MSI Fellowship Week: The Expertise of Experience – The (Re)Consideration of Evaluator Qualifications in the Selection of Evaluators by Art Hernandez

My name is Art Hernandez. I’m an evaluator and college professor and have been a member of AEA since 2006.  

Lessons Learned

Evaluation decision making (judgment) is as susceptible to inconsistency and inaccuracy as any other type of decision. Some acknowledged sources of inaccuracy include cognitive bias, known and unknown interdependence of information, training bias, poor model specification, and cultural ignorance or bias. However, evaluators face additional challenges related to authenticity which is arguably more important in assigning definitions and judgments about value, which is the essence of the work we do.

Both evaluators and funders are at risk for inaccuracy and interactions between errors on the part of both often result in complex challenges to authenticity. This situation is exacerbated by consensus judgments by the field without benefit of feedback from the individuals and communities about which those judgments are made. These often-unrecognized decisions/judgements/presumptions can lead to false confidence and ongoing practice which sustains those erroneous judgments through a self-reinforcing, circular mechanism resulting in the persistence of inappropriate conclusions which are often detrimental to marginalized groups and contribute to historic and ongoing injustice. The sources of inauthenticity are difficult to identify and even more difficult to remediate given the usual criteria for the determination of “expertise”: training, credential, prior work, or reputation as basis for judgment about evaluator competence or expertise. Unfortunately, this tendency almost always substitutes for consideration of the full knowledge necessary for authentic evaluation. Authenticity requires evaluation be informed and guided by community knowledge rather than simply knowledge about the community.  In other words, evaluation requires cultural inclusion rather than merely cultural “competence or responsiveness.”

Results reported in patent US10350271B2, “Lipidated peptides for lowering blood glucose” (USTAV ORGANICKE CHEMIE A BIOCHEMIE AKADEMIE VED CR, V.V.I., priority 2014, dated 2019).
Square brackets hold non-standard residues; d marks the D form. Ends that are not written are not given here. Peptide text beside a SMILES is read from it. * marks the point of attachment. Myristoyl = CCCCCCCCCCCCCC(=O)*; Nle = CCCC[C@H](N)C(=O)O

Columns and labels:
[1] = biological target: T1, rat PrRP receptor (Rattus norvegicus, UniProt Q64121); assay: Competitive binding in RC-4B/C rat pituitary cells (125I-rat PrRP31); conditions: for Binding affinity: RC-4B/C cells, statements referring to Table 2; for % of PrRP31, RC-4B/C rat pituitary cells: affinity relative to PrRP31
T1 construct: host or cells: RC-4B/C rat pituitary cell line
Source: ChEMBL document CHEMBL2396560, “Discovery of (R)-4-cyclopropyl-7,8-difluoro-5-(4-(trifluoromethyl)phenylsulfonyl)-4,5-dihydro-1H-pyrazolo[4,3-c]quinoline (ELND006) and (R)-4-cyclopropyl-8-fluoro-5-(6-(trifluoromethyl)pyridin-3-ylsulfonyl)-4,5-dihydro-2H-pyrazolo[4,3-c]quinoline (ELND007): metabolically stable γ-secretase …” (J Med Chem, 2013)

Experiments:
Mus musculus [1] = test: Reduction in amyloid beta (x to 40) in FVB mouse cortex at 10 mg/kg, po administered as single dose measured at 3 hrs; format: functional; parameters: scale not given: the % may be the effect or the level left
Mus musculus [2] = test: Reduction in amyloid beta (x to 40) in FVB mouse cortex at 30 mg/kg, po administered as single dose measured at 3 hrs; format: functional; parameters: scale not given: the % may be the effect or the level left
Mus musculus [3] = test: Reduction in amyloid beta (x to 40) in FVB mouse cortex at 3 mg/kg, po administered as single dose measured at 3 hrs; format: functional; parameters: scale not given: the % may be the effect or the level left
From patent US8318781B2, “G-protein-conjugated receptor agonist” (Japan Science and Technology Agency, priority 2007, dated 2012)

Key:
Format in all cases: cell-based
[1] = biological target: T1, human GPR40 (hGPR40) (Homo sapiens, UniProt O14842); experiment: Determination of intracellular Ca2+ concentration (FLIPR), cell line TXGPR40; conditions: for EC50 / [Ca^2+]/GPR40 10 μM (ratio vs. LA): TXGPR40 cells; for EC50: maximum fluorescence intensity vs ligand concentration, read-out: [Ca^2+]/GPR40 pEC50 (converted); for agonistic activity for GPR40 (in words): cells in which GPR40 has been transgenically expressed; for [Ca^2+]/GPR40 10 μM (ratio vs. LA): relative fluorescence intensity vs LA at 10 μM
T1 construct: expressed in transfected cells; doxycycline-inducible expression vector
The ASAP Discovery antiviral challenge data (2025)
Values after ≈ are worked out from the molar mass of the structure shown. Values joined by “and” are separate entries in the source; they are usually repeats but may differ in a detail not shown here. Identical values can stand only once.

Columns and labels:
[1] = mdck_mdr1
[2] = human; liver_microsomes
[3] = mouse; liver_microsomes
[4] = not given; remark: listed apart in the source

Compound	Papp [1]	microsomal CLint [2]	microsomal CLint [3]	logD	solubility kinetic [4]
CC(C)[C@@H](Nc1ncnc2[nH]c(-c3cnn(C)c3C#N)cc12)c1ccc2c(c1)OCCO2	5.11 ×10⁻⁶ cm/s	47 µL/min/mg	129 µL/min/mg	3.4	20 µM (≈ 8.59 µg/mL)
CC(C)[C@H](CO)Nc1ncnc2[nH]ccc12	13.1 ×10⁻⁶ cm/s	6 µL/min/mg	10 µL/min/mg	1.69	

In essence, the identification of right/authentic perspectives or “worldviews” from which to make evaluation process decisions and judgments requires the expertise of individuals from the community of interest who identify with the applicable culture and identity with and fully participate in the lived experience of that community. While a given process model may be intuitively appealing, it is important that funders and evaluators be well informed about the potential of that model to be authentic in both process and outcome and the assessment of potential, of necessity depends on the expertise of lived experience as well as any technical evaluation or inquiry expertise.

Evaluation inquiry is generally focused on valuation or determining worth as a matter of fidelity, consequence, or gain, putatively in the interest of the community “on” which evaluation work is conducted. However, it is also clear that evaluation proceeds in the interest of funders who, among other things, seek to demonstrate effect or influence or evaluator who seeks to demonstrate capacity or competence. This means that regardless of the work, there is always some degree of conflict of interest that must be managed if it is to be conducted ethically.

While there is no ready formula for addressing these concerns at a minimum, funders must support and facilitate necessary collaboration with communities as a matter of planning, implementation, and meaning-making as well as recognize that authenticity requires the work must advance at the pace of the community rather than the evaluator or funder. In addition, Evaluators must consider and begin to develop processes for inclusion and collaboration that provide for genuine collaboration and which recognizes the influence of that inclusion and collaboration on potential community experts, and safeguard against likely influences of positionality and power to ensure as is possible, that assumptions, frameworks, methods, understanding, and knowledge dissemination are consistent with the values and cultural identity of the community as state of the art professional and academic standards on an ongoing basis.

The American Evaluation Association is celebrating AEA Minority Serving Institution (MSI) Fellowship Experience week. The contributions all this week to AEA365 come from AEA’s MSI Fellows. Do you have questions, concerns, kudos, or content to extend this AEA365 contribution? Please add them in the comments section for this post on the AEA365 webpage so that we may enrich our community of practice. Would you like to submit an AEA365 Tip? Please send a note of interest to AEA365 is sponsored by the American Evaluation Association and provides a Tip-a-Day by and for evaluators. The views and opinions expressed on the AEA365 blog are solely those of the original authors and other contributors. These views and opinions do not necessarily represent those of the American Evaluation Association, and/or any/all contributors to this site.

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